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Just who are humanitarian workers?

By Jennifer Moore

On the 19th of August, World Humanitarian Day, we honor the contributions of humanitarian workers around the world, especially those who have lost their lives helping people in war-torn societies. This day was first marked in 2008 through a Swedish-sponsored resolution in the United Nations General Assembly to commemorate 19 August 2003, when nearly two dozen humanitarian workers were killed in a suicide car bomb blast at the Canal Hotel in Baghdad, Iraq. Their number included Brazilian diplomat Sergio Vieira de Mello, the UN High Commissioner for Human Rights; Egyptian Nadia Younes, his chief of staff; American refugee advocate Arthur Helton, of the Council on Foreign Relations; Iraqi chauffeur Ihsan Taha Hussein, of the United Nations Humanitarian Information Center; and 18 others — a total of 22 humanitarian workers of 12 different nationalities.

Not all incidents of violence in which aid workers are killed, wounded, or kidnapped lead to high-profile media attention. According to the Aid Worker Security Database, over 50 humanitarian aid workers have been killed per year since 2003, from a high of 127 in 2008 to a low of 54 in 2005. Already upwards of 72 humanitarian workers have died this year, with 117 more wounded or kidnapped, including 40 staff of international agencies and 149 nationals of the countries in which they served.
In acknowledging the sacrifice of those wounded or killed in the line of duty, we should not forget the thousands of people around the world for whom humanitarian service is their life’s calling. Researchers Peter Walker and Catherine Russ caution that “we simply do not know how many humanitarian aid workers there are in the world,” but estimate that “there are, at any one time, tens of thousands of humanitarian aid workers, performing a professional service, saving lives and livelihoods in-extremis.”

In honoring the work and sacrifice of humanitarian aid workers, we have the opportunity to reaffirm our commitment to humanitarian action and humanitarian principles.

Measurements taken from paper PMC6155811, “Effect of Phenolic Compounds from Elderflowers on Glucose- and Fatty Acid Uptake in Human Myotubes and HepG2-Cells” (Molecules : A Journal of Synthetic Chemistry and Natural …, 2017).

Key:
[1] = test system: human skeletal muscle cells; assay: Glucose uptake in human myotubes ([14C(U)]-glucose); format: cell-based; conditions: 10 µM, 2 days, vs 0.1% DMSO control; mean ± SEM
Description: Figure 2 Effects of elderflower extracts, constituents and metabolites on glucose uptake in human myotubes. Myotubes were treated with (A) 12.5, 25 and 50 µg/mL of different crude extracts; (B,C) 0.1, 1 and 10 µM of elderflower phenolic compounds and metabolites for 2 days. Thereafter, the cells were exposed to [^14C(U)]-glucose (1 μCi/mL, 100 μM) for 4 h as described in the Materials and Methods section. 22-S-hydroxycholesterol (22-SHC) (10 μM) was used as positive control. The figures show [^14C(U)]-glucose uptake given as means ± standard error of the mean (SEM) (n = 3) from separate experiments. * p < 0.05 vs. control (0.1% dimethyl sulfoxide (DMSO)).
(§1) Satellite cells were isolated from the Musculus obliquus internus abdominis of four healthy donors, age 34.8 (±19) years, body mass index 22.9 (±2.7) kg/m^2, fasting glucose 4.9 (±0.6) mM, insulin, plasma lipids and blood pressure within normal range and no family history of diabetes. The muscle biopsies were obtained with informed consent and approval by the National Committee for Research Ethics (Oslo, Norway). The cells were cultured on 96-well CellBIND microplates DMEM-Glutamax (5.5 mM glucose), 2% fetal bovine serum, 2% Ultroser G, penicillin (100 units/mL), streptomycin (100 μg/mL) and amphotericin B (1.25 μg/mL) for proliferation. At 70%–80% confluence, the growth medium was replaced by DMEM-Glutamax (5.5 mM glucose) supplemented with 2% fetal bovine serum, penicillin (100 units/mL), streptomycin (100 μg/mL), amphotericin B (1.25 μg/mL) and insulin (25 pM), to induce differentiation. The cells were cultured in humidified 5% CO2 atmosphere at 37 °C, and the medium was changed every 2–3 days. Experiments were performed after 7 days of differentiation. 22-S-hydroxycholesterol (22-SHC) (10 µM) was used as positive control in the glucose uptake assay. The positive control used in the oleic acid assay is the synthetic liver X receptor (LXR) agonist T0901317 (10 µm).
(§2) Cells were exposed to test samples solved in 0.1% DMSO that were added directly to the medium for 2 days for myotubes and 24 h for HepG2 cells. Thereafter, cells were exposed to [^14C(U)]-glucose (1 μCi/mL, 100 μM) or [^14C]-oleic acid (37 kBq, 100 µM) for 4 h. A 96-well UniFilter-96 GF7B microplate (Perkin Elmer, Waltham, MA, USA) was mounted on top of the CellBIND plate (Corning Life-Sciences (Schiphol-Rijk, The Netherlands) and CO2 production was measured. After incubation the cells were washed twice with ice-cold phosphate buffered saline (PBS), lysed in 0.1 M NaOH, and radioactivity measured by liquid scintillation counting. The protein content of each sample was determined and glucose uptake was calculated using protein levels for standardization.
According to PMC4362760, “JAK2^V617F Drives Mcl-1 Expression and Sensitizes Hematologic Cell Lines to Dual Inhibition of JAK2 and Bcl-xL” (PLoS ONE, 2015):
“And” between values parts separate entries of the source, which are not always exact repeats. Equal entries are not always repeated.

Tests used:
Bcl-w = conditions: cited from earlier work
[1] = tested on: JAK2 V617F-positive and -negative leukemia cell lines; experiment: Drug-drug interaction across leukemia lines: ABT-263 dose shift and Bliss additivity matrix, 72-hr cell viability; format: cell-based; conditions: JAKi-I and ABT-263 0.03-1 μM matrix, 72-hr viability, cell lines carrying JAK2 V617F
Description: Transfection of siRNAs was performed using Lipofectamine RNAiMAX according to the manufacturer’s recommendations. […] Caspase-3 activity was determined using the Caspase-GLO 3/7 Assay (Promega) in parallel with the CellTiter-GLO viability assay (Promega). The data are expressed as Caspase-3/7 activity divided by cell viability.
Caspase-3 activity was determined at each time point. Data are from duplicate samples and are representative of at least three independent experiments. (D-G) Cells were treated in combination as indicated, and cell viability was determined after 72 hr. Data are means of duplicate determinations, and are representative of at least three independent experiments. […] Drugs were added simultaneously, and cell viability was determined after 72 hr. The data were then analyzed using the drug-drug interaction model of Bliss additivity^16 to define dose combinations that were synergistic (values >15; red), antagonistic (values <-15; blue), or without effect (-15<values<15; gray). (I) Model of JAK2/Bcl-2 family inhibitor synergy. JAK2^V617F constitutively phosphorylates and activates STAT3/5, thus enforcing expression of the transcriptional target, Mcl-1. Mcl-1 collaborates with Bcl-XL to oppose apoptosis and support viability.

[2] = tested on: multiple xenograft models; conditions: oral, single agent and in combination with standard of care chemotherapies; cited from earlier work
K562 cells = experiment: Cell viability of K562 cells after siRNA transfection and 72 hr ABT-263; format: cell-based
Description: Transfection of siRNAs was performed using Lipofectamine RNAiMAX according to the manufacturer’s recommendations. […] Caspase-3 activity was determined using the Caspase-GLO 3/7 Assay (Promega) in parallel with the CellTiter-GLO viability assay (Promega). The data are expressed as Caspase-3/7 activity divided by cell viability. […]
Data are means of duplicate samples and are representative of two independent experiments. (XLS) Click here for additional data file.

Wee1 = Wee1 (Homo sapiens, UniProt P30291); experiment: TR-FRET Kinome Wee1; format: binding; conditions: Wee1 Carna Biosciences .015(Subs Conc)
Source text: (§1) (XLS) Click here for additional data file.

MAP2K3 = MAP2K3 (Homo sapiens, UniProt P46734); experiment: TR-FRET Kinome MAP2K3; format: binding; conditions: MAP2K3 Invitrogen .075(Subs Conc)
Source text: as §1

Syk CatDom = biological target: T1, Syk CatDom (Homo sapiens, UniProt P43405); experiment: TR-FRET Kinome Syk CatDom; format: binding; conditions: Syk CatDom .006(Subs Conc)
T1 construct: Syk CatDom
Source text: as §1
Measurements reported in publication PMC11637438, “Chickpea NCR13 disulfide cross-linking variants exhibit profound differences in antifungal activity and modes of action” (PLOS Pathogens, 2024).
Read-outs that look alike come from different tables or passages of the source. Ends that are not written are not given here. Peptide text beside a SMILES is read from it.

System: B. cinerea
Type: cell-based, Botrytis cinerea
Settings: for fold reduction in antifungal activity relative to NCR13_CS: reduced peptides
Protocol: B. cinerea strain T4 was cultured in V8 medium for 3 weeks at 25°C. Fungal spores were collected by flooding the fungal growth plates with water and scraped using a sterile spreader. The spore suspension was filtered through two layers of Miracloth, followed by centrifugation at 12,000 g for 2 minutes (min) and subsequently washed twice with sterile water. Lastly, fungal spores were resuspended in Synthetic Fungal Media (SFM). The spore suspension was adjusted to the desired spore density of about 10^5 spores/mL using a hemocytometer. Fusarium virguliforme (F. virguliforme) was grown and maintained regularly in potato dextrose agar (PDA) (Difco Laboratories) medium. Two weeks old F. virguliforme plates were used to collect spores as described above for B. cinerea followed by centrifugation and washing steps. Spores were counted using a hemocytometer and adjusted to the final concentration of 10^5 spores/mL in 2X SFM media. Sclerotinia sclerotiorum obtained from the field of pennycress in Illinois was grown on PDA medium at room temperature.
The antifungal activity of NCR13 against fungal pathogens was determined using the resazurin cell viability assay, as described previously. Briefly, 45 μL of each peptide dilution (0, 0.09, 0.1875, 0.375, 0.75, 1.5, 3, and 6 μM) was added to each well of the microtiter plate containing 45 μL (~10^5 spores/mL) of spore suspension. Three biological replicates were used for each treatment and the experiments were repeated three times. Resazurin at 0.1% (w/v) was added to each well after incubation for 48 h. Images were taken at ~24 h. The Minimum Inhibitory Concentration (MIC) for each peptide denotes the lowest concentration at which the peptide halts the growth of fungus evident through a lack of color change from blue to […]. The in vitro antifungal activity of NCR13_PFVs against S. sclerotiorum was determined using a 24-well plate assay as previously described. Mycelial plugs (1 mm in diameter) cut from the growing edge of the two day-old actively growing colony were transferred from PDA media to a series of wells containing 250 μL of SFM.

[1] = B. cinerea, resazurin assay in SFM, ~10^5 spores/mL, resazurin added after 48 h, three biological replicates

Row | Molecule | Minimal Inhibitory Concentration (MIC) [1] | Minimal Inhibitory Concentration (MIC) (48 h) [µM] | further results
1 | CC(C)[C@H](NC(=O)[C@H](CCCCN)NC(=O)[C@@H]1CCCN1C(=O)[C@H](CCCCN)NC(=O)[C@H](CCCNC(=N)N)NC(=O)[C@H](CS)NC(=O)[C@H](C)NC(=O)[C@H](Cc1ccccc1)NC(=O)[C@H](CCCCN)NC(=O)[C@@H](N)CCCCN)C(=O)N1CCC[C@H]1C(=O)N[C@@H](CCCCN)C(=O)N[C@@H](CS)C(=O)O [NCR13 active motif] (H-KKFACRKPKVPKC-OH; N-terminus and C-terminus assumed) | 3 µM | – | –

Just what are humanitarian principles? They are at once legal, philosophical, and operational rules for responding to human suffering caused by war. At the most basic level, humanitarianism is rooted in four simple and elegant customary rules of armed conflict that underlie the 1949 Geneva Conventions and their 1977 Additional Protocols. The principle of humanity responds to the existential needs of human beings to shelter, food, clean water, medical care, human contact and community, and seeks to alleviate the suffering caused by war. The principle of distinction demands that civilians, their homes, hospitals, places of work, commerce, and worship not be treated as military targets. The principle of necessity requires that military force be used only against military targets in response to military threat. The principle of proportionality holds that responsive force should not exceed the violence to which it responds, and only when justified in the first instance by the principle of necessity.

Just who are humanitarian workers? They are diplomats, drivers, public health officers, lawyers, cleaners, social workers, and public servants. They work for the International Committee of the Red Cross, for national Red Cross and Red Crescent organizations, for UN agencies, and a myriad of grass roots, international philanthropic, and advocacy organizations. They work in booming metropoles and tiny border communities. They attend to the needs of war-effected populations, providing clean water and medical care, helping in the search for lost family members, and visiting POWs and people detained in various places. They appeal to and cajole, coordinate with and extol, and on rare instances even expose military, security, and civilian authorities. They speak truth to power and facilitate non-violent dialogue between armed and political groups. On a daily basis they improve the quality of life for war survivors and contribute to the cause of conflict resolution and post-conflict reconstruction.

Humanitarian workers carry out their daily jobs in situations of armed conflict where civilians are targeted, in violation of the Geneva Conventions and the tenets of international humanitarian law. The reality remains that humanitarian law and humanitarian principles are too often honored in the breach, and it is the humanitarian workers who jump into that breach to lessen the suffering of armed conflict. They put the principle of humanity to work, in the very circumstances that the principles of necessity, proportionality, and distinction have been violated. On the 19th of August we honor them and their work.

Jennifer Moore is on the faculty of the University of New Mexico School of Law. She is the author of Humanitarian Law in Action within Africa (Oxford University Press 2012).

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Image credit: World Humanitarian Day 2013 logo via un.org. Used for the purposes of illustration.

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